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What is the proper way to compare an IntPtr’s value to an int?

IntPtr ContainerBaseAdress = ReadmemoryProperply.ReadProcessPointer(Tibia.Handle, ContainerPointer);

if (ContainerBaseAdress.ToInt32() == 51)
{
    //Executable code
}

Or

IntPtr ContainerBaseAdress = ReadmemoryProperply.ReadProcessPointer(Tibia.Handle, ContainerPointer);

if (ContainerBaseAdress == (IntPtr)51)
{
    //Executable code
}

Or

IntPtr ContainerBaseAdress = ReadmemoryProperply.ReadProcessPointer(Tibia.Handle, ContainerPointer);

if (ContainerBaseAdress == new IntPtr(51))
{
    //Executable code
}

Or basically, what is the proper way to compare the value of an IntPtr with an int. Thanks on advance!

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1  
I’d say the last one (since it might not be a 32-bit pointer). –  minitech Oct 24 '13 at 20:14
1  
If you're on a 64-bit app, IntPtr will be more like a long. It probably won't equal any int. Are you sure that's what you want to do? –  Tim S. Oct 24 '13 at 20:14
1  
You have to decide what you want to happen on 64 bit. We cannot do that for you. –  David Heffernan Oct 24 '13 at 20:17

1 Answer 1

up vote 3 down vote accepted

Which one you want to use depends on the behavior your want. The first will throw an OverflowException if the value of ContainerBaseAdress does not fit in a 32-bit integer. This is likely to happen if the IntPtr points to some address and is being run on the 64-bit CLR. If throwing an exception is the desired behavior, then go with that.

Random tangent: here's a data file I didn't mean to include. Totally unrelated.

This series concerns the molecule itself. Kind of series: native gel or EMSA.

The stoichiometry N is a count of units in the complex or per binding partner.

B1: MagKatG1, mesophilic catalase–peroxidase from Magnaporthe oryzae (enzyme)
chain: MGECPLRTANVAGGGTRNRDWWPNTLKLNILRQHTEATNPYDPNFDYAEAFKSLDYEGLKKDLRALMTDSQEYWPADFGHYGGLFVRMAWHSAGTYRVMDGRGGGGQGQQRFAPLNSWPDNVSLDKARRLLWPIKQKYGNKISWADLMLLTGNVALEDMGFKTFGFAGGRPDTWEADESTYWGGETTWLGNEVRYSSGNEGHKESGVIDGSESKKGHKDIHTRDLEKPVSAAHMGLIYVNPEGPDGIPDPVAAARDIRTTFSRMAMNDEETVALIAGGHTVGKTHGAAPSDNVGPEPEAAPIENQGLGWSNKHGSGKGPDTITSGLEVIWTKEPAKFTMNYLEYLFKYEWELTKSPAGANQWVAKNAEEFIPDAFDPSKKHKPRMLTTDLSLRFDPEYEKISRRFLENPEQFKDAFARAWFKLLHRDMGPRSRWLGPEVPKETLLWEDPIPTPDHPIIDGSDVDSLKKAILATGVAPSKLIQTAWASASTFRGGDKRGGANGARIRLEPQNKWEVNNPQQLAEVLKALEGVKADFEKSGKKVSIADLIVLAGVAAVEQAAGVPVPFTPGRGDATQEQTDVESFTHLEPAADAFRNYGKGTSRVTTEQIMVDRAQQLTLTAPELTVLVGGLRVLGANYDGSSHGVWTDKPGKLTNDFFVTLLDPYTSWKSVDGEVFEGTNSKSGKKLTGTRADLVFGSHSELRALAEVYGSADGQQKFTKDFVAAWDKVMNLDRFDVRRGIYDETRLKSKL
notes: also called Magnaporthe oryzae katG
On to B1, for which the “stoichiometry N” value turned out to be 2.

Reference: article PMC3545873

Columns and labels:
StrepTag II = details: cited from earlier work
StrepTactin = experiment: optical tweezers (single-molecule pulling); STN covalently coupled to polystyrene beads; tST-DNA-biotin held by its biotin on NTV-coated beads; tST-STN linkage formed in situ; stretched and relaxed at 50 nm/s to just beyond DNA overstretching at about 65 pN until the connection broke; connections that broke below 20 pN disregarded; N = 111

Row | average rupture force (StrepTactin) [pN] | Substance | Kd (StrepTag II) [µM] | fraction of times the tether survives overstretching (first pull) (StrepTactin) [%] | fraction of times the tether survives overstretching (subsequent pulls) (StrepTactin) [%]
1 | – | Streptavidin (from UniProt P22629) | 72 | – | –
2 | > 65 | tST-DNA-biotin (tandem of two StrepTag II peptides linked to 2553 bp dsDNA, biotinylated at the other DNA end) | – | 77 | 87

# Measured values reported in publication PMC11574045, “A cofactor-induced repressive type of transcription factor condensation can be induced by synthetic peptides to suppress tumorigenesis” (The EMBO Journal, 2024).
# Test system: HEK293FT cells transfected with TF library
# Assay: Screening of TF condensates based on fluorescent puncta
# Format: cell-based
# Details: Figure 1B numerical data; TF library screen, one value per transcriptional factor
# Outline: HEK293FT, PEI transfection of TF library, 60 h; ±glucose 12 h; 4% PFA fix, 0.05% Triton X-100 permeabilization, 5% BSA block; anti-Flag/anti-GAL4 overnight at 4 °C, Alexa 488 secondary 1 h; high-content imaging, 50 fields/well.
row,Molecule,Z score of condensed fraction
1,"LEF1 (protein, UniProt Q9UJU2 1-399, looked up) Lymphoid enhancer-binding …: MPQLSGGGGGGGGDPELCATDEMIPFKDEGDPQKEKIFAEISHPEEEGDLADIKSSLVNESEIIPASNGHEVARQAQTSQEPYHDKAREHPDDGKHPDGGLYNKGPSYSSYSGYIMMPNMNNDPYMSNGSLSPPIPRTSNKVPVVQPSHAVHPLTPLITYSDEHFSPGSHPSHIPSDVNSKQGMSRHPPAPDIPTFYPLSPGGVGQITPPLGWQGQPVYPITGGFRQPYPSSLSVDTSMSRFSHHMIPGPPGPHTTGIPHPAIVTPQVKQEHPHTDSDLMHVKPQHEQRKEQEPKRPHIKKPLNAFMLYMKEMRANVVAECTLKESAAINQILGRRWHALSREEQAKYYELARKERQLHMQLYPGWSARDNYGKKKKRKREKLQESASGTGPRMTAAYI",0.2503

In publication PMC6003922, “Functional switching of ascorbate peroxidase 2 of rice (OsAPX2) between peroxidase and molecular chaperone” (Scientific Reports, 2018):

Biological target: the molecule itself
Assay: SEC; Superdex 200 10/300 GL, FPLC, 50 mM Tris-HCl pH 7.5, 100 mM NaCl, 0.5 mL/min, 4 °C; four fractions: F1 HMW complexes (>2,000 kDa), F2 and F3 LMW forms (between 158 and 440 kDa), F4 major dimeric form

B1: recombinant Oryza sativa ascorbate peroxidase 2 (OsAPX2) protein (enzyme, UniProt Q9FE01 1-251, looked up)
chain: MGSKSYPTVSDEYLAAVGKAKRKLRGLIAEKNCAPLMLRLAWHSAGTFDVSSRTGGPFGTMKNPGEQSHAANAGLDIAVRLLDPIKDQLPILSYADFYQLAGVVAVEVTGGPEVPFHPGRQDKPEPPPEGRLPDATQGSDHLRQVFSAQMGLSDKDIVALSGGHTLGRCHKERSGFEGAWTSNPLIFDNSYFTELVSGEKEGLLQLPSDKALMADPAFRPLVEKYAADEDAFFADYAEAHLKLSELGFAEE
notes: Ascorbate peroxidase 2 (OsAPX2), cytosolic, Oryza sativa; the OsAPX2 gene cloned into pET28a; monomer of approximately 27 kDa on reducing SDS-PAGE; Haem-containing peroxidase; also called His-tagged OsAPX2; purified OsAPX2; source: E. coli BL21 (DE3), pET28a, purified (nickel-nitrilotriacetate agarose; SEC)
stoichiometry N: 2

The 2nd and 3rd are equivalent. The cast just wraps new. However these will not throw an exception, they will just evaluate the false. Which of these you choose is a matter of stylistic preference.

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1  
I kind of see that as a good thing ;) –  Reed Copsey Oct 24 '13 at 20:15
    
@ReedCopsey I suppose its up to OP to make that decision of the behavior he/she wants - evaluating to false, or throwing an exception. –  vcsjones Oct 24 '13 at 20:16
    
I reworded this to have less "opinion" in the answer, and just state the facts of behavioral differences. –  vcsjones Oct 24 '13 at 20:20
    
@vcsjones: Thank you sir! Just wanted to get clear if you could compare IntPtr without any drawbacks like The first comparision etc. Cause all I really want is to compare the value in the IntPtr, and I bet it´s better to work around with IntPtr, and do the comparsion with "converted" ints to IntPtr. Rather then reading memory, converting the IntPtr to an Int. (Since this stage requires marshaling to get the IntPtr to an Int) Do you think it´s a good approach working with IntPtrs rather than ints? –  ETG87 Oct 26 '13 at 20:43

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